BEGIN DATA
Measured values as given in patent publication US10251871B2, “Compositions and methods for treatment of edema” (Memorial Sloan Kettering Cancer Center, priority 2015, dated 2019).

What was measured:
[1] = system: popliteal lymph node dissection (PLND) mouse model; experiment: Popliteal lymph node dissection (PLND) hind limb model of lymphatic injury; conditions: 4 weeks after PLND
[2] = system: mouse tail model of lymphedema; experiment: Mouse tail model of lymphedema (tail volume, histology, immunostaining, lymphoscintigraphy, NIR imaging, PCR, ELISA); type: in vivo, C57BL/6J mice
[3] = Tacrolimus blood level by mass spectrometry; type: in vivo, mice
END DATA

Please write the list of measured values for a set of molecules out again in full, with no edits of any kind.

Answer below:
Measured values as given in patent publication US10251871B2, “Compositions and methods for treatment of edema” (Memorial Sloan Kettering Cancer Center, priority 2015, dated 2019).

What was measured:
[1] = system: popliteal lymph node dissection (PLND) mouse model; experiment: Popliteal lymph node dissection (PLND) hind limb model of lymphatic injury; conditions: 4 weeks after PLND
[2] = system: mouse tail model of lymphedema; experiment: Mouse tail model of lymphedema (tail volume, histology, immunostaining, lymphoscintigraphy, NIR imaging, PCR, ELISA); type: in vivo, C57BL/6J mice
[3] = Tacrolimus blood level by mass spectrometry; type: in vivo, mice